But let’s connect this with Ray’s point above. The question is how much the blue collar worker should make. I would argue that when blue collar transit employees make more than law school graduates (and even some meduical school graduates!), we have a real flaw in the marketplace– indeed, it indicates either (a) that people grossly overvalue higher education or (b) TWU workers are paid WAY above market value for their services. I think (b) is unquestionably true, but (a) likely has some merit as well.

Let’s assume for the moment that (b) is true. Is an above-market wage for a working man necessarily a social wrong? As a supporter of collective bargaining, I would say no, especially in an age where white-collar workers collect massive payouts for shoddy work. The question thus becomes, at what point does the pay-scale deviate so much from what the market would bear that it becomes unjust to the rest of society (particularly with public employees, whose salaries are paid from the salaries of the people)?

I would say that paying a train operator $100,000 probably crosses the line– we could do some fairly simple polling to find out what the public thought.

I sympathize with Ray’s desire to raise taxes on the wealthy. But if we’re going to do that, I want the revenue to be put to the most efficient/socially productive use, which is, I posit, not to give TWU workers raises from 95K to 105K, but instead, to maintain/expand transit options for the majority of New Yorkers who make FAR less money and depend on the system on a daily basis.

Boris January 20, 2010 - 11:06 am

“Is an above-market wage for a working man necessarily a social wrong?”

An above-market wage for one person, by basic economics, guarantees that another person must accept a below-market wage (or go unemployed). I think that is a social wrong in most cases. Minimum wage laws increase unemployment, especially among the poorest populations, and so do unions.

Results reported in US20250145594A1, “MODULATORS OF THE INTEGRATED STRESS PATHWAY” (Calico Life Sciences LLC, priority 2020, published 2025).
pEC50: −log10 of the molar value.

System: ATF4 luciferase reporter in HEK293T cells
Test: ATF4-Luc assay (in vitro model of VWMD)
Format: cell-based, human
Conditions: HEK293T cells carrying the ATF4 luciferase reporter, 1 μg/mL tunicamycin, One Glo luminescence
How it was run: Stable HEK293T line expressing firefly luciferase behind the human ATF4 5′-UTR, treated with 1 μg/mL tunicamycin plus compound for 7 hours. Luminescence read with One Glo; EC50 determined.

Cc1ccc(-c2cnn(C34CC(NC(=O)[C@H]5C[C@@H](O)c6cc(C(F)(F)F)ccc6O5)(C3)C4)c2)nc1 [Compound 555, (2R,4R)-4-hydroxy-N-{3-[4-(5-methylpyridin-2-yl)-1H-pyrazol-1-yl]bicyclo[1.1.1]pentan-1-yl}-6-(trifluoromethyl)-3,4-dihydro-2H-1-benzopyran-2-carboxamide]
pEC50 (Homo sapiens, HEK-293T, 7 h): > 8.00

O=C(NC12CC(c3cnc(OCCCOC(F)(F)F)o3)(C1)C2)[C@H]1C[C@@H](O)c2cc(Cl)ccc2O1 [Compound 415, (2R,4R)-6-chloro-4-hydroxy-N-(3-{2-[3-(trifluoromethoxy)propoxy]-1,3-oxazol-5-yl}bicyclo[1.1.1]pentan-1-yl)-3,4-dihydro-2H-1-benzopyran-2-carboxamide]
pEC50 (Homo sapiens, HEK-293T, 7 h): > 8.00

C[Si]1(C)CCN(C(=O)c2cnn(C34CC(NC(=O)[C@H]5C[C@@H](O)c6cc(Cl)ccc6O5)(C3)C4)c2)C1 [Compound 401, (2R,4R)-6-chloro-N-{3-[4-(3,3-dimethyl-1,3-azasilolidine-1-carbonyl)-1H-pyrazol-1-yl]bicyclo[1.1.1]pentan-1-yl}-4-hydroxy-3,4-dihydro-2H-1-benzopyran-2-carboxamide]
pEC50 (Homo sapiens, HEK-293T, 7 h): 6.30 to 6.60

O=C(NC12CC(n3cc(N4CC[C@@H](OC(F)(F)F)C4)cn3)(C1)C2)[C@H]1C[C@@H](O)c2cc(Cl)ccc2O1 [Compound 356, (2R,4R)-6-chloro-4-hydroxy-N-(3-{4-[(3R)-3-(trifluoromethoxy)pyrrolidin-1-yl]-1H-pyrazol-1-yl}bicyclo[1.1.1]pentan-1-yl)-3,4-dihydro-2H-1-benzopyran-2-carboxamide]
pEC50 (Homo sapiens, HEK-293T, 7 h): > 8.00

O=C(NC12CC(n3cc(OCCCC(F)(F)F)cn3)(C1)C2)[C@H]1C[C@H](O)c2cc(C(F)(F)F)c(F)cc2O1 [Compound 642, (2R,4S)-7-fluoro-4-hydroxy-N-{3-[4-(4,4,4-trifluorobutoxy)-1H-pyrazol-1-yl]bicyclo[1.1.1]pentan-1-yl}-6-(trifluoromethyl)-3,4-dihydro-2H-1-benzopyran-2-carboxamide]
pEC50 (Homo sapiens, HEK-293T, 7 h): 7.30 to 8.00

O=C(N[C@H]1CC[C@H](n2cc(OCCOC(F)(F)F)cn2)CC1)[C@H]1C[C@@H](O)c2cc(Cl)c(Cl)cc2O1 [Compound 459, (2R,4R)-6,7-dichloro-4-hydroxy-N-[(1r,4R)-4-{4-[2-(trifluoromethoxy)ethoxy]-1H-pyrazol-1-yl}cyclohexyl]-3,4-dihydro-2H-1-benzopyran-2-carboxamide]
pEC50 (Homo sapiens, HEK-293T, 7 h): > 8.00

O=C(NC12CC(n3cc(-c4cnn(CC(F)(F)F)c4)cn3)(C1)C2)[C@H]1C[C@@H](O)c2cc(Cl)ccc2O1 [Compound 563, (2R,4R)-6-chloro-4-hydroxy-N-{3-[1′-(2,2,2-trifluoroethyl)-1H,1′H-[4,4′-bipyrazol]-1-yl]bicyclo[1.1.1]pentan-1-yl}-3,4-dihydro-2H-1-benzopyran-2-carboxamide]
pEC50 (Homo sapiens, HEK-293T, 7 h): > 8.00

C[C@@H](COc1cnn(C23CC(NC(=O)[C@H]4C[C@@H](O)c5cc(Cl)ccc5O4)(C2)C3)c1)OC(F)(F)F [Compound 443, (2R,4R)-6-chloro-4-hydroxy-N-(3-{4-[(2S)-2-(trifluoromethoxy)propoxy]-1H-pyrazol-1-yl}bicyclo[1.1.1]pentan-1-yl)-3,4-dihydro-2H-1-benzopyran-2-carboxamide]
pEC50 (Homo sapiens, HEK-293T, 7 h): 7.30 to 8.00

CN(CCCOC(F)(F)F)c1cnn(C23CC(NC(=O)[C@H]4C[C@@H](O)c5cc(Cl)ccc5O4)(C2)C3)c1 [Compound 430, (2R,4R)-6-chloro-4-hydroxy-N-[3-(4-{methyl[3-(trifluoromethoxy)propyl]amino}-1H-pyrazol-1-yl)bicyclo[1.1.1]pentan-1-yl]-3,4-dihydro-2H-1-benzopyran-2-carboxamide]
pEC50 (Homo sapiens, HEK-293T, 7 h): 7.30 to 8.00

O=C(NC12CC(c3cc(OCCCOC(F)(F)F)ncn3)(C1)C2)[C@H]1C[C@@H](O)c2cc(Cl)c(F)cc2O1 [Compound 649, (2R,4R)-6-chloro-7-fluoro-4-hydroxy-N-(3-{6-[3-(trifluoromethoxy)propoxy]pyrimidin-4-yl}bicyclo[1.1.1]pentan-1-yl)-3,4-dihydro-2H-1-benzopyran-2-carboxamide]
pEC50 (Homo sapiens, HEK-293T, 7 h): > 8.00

A union, especially a government union, no longer fulfills its main function- better working conditions- because the relationship between the government and the workers is no longer adversarial. A union is now just a club. If you are a member, you get above-market wages; if you are not, you get below-market wages.

I agree with your other points though. Our main concern is to figure out how higher taxes (or more efficient spending) goes toward service improvements, not fatter paychecks.

petey January 20, 2010 - 11:18 am

your lecture is misplaced AK, my father was a blue collar irish immigrant. what we’re dealing with here at root is a moral calculus for pay, which is fundamentally anti-market. if that’s your position fine, just say so, but don’t try to wrap it in argumentation such as:

“The question is how much the blue collar worker should make.” who is to make this decision? the market has already done so.

“TWU workers are paid WAY above market value for their services.” no, they’re paid obviously what the market gave them.

“at what point does the pay-scale deviate so much from what the market would bear…” but we know what the market bears, because it’s been decided. also, the market comparison isn’t between a doctor and a bus driver, it’s between a doctor and a doctor or a bus driver and a bus driver.

AK January 20, 2010 - 11:54 am